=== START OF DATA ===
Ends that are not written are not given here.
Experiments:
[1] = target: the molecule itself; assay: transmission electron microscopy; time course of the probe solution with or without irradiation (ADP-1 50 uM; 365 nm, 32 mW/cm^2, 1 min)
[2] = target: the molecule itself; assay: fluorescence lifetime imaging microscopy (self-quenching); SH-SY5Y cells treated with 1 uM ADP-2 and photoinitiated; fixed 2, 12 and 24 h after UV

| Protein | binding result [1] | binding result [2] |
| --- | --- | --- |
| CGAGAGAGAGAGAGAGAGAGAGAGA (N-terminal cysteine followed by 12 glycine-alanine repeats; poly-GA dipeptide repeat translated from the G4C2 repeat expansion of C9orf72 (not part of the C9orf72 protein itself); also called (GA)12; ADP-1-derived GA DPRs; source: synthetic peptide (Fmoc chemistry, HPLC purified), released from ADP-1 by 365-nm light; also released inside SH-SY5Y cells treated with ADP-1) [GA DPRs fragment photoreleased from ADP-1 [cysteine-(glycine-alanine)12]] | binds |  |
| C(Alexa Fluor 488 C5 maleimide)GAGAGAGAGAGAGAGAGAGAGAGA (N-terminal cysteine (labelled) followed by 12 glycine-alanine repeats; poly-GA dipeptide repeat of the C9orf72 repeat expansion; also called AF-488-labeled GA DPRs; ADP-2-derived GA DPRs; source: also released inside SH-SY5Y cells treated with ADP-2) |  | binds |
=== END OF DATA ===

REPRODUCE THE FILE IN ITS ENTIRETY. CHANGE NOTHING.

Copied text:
Ends that are not written are not given here.
Experiments:
[1] = target: the molecule itself; assay: transmission electron microscopy; time course of the probe solution with or without irradiation (ADP-1 50 uM; 365 nm, 32 mW/cm^2, 1 min)
[2] = target: the molecule itself; assay: fluorescence lifetime imaging microscopy (self-quenching); SH-SY5Y cells treated with 1 uM ADP-2 and photoinitiated; fixed 2, 12 and 24 h after UV

| Protein | binding result [1] | binding result [2] |
| --- | --- | --- |
| CGAGAGAGAGAGAGAGAGAGAGAGA (N-terminal cysteine followed by 12 glycine-alanine repeats; poly-GA dipeptide repeat translated from the G4C2 repeat expansion of C9orf72 (not part of the C9orf72 protein itself); also called (GA)12; ADP-1-derived GA DPRs; source: synthetic peptide (Fmoc chemistry, HPLC purified), released from ADP-1 by 365-nm light; also released inside SH-SY5Y cells treated with ADP-1) [GA DPRs fragment photoreleased from ADP-1 [cysteine-(glycine-alanine)12]] | binds |  |
| C(Alexa Fluor 488 C5 maleimide)GAGAGAGAGAGAGAGAGAGAGAGA (N-terminal cysteine (labelled) followed by 12 glycine-alanine repeats; poly-GA dipeptide repeat of the C9orf72 repeat expansion; also called AF-488-labeled GA DPRs; ADP-2-derived GA DPRs; source: also released inside SH-SY5Y cells treated with ADP-2) |  | binds |